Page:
Skenfrith Castle is located five and a half miles from the town on Monmouth, Monmouthshire south Wales and thirteen miles from Abergavenny. It is one of the Three Castles which are those of White Castle, Grosmont and Skenfrith Castles. They were all built around the same time, after the Norman Conquest in 1066. There was a castle in Skenfrith, in 1160 but that could have been a timber structure which was replaced by a stone one at a later date. Skenfrith is on low-lying land, near the banks of the River Monnow, which makes this different from the other two castles.
There is a circular keep in the centre of the courtyard of the castle and there were round towers at each of the four corners of the curtain walls which formed an irregular quadrangle. The keep had a spiral staircase leading to the two upper floors but this is largely destroyed now.
The Three Castles formed a group of defences against the Welsh and were built to stop insurgency. However the English kings frequently got things wrong and refortified castles when there was no need. This was the case in the 12th and 13th century in many of the Welsh Marches’ castles.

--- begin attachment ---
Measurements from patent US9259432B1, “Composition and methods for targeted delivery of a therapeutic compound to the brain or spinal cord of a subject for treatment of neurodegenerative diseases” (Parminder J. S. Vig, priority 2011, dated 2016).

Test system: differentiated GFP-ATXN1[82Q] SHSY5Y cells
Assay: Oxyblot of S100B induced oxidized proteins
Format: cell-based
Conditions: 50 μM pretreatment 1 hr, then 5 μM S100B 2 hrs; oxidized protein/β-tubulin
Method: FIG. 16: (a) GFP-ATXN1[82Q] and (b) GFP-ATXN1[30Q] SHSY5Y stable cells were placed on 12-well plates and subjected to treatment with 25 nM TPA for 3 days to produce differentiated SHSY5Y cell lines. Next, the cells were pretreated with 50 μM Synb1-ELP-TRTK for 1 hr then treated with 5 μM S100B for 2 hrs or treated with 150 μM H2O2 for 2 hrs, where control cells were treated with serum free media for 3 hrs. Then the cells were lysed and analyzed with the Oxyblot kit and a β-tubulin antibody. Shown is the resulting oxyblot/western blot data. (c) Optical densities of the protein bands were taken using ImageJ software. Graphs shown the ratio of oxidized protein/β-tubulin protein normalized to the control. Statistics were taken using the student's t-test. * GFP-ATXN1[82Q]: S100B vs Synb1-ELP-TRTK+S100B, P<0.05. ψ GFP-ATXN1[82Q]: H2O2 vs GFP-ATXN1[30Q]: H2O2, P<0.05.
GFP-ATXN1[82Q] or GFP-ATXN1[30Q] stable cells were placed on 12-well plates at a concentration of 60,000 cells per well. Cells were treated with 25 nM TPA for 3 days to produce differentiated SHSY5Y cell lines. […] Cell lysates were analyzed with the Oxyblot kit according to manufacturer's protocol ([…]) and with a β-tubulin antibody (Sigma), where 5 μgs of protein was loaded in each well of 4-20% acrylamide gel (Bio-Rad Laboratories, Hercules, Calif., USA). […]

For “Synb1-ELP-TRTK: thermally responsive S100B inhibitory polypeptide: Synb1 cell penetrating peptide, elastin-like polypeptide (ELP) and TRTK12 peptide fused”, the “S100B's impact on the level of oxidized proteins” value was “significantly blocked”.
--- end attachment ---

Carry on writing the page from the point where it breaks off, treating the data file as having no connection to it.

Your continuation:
In 1187, King Henry II commissioned Ralph Grosmont to rebuild Skenfrith castle in stone, but cancelled the work in 1188, believing that it was unnecessary. In 1193 William de Braose, the local sheriff, began to make use of the castle, erecting a palisade and later building a prison inside the stockade.
The castle then passed into the hands of Hubert de Burgh and his family and in 1219 Hubert continued the building work, but the castle was ruined because of the flooding when, in winter, the River Monnow burst its banks. Hubert then filled in the interior of the first castle with gravel from the river and rebuilt the castle. Today, visitors can see the hall of the first castle which had been buried in gravel from 1220, until the excavations in the 1950s.
As a result of being thus buried, the door jambs, windows and original iron door hinges and window bars still survive, almost eight hundred years later.
King Henry III seized the castle in 1239 and had a lead roof put on the central keep in 1244. However after the Welsh uprising under Owain Glyndwr in the early 15th century the castle was more or less abandoned, and by the 16th century it was beginning to fall into ruin.
You can actually visit the Three Castles in a day if you are staying in either Monmouth, Abergavenny or Crickhowell, however I think that White Castle deserves more time spent in it than the other two – but this is just a personal preference.
Entrance is free to Skenfrith Castle and Grosmont – so Kati would like this!